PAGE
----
Editor 1 Interpretation

Paradise Lost: Book 03 - A Literary Criticism

As I dive into the pages of Paradise Lost: Book 03, I am struck by the sheer beauty of John Milton's poetry. The way he weaves words together in such a way that they evoke vivid images and emotions is truly awe-inspiring. In this book, Milton takes us on an epic journey through the fall of man, and in doing so, he explores some of the most fundamental questions of human existence.

Overview of Paradise Lost: Book 03

Paradise Lost: Book 03 opens with a description of heaven, where God and his angels are seated on their thrones. It is a majestic and awe-inspiring sight, and Milton captures the grandeur of heaven perfectly with his words. However, the peace and tranquility of heaven are soon disrupted by the arrival of Satan and his followers, who have been cast out of hell.

Despite their fall from grace, Satan and his followers remain defiant, and they begin to plot their revenge against God. In the meantime, God decides to create a new world, and he chooses Adam and Eve to be his new creations. The rest of the book explores the relationship between Adam and Eve, their fall from grace, and the consequences of their actions.

The Theme of Free Will

One of the key themes that Milton explores in Paradise Lost: Book 03 is the theme of free will. Throughout the book, we see the characters making choices that have far-reaching consequences. Adam and Eve, for example, choose to disobey God's command not to eat from the Tree of Knowledge, and as a result, they are cast out of paradise.

Milton seems to be suggesting that free will is both a gift and a burden. On the one hand, it allows us to make choices and to shape our own destinies. On the other hand, it also means that we are responsible for the consequences of our actions, and that we must bear the burden of our mistakes.

The Nature of Evil

Another theme that Milton explores in Paradise Lost: Book 03 is the nature of evil. Satan, of course, is the embodiment of evil, and he is portrayed as a cunning and devious character who is determined to destroy God's creation. However, Milton also suggests that evil is not always as clear cut as we might think.

In the case of Adam and Eve, for example, their decision to eat from the Tree of Knowledge is not necessarily an evil act. They are simply curious, and they want to explore the world around them. However, this innocent curiosity ultimately leads to their downfall, and Milton seems to be suggesting that even seemingly harmless actions can have unintended consequences.

The Importance of Knowledge

Finally, Milton explores the theme of knowledge in Paradise Lost: Book 03. Adam and Eve's decision to eat from the Tree of Knowledge is, of course, a pivotal moment in the book, and it ultimately leads to their expulsion from paradise. However, Milton seems to be suggesting that knowledge itself is not a bad thing.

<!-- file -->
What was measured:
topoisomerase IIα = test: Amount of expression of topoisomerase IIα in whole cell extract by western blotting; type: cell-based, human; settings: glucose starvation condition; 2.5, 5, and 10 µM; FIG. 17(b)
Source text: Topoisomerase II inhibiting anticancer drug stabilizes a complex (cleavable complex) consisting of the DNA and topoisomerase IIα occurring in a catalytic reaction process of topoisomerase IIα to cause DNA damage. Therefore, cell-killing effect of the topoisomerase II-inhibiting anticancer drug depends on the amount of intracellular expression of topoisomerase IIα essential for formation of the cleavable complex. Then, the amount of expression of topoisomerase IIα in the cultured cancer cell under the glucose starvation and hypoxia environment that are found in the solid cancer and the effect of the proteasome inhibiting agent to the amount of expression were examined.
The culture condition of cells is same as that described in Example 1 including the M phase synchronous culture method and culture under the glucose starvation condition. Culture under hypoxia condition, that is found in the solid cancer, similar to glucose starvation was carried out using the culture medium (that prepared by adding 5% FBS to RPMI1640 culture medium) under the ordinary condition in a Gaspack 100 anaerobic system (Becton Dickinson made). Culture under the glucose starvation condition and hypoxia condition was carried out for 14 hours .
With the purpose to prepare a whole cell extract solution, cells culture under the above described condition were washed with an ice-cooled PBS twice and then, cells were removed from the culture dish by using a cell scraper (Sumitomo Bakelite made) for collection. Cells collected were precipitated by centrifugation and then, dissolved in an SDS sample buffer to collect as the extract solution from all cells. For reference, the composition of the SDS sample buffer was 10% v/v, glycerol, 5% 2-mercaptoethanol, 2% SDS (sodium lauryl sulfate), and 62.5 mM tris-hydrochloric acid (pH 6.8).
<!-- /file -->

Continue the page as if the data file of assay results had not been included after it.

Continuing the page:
Indeed, throughout the book, we see the characters seeking knowledge in various forms. Satan, for example, seeks knowledge about God's creation so that he can destroy it. Adam and Eve, on the other hand, seek knowledge about the world around them simply because they are curious. Ultimately, it is not the knowledge itself that is the problem, but rather how we use it.


In conclusion, Paradise Lost: Book 03 is a masterpiece of English literature. Through his poetry, John Milton explores some of the most fundamental questions of human existence, including the nature of free will, the nature of evil, and the importance of knowledge. The book is a testament to the power of language, and it reminds us that even in the darkest moments, there is beauty to be found in the world around us.

Editor 2 Analysis and Explanation

Poetry Paradise Lost: Book 03 by John Milton is a masterpiece of epic poetry that has captivated readers for centuries. This book is the third part of the epic poem Paradise Lost, which tells the story of the fall of man and the expulsion of Adam and Eve from the Garden of Eden. In this article, we will explore the themes, characters, and literary devices used in Book 03 of Paradise Lost.

The theme of Book 03 is the fall of man and the consequences of disobedience. The book opens with the fallen angels discussing their plans to corrupt Adam and Eve and lead them to sin. Satan, the leader of the fallen angels, proposes that they should attack Adam and Eve in their dreams and tempt them to eat the forbidden fruit. The other fallen angels agree, and they set out to carry out their plan.

The character of Satan is one of the most complex and intriguing in all of literature. He is portrayed as a charismatic and persuasive leader who is determined to overthrow God and rule in his place. In Book 03, we see Satan's cunning and manipulative nature as he convinces the other fallen angels to follow his plan to corrupt Adam and Eve. Satan is also shown to be a master of disguise, as he takes on the form of a serpent to tempt Eve to eat the forbidden fruit.

Adam and Eve are also important characters in Book 03. They are portrayed as innocent and naive, but also as vulnerable to temptation. Eve is particularly vulnerable to Satan's temptations, as she is curious and eager to learn. When Satan appears to her in the form of a serpent, he flatters her and convinces her to eat the forbidden fruit. Adam, on the other hand, is more hesitant and cautious, but he ultimately gives in to Eve's persuasion and eats the fruit as well.

One of the most striking literary devices used in Book 03 is the use of imagery. Milton uses vivid and powerful imagery to describe the Garden of Eden and the fall of man. The Garden of Eden is described as a paradise of beauty and abundance, with lush vegetation, clear streams, and exotic animals. However, after the fall, the Garden is transformed into a desolate wasteland, with thorns and thistles growing where once there was beauty and abundance.

Another literary device used in Book 03 is the use of symbolism. The forbidden fruit is a powerful symbol of temptation and disobedience. When Eve eats the fruit, she gains knowledge of good and evil, but she also brings sin and death into the world. The serpent is also a powerful symbol, representing Satan's cunning and deceitful nature.

The language used in Book 03 is also noteworthy. Milton's use of blank verse, a form of poetry that does not rhyme but has a strict meter, gives the poem a sense of grandeur and importance. The language is also rich and complex, with many allusions to classical mythology and biblical stories.

In conclusion, Poetry Paradise Lost: Book 03 by John Milton is a masterpiece of epic poetry that explores the themes of the fall of man and the consequences of disobedience. The characters of Satan, Adam, and Eve are complex and intriguing, and the use of imagery, symbolism, and language is powerful and effective. This book is a must-read for anyone interested in literature, philosophy, or theology, and it continues to captivate readers to this day.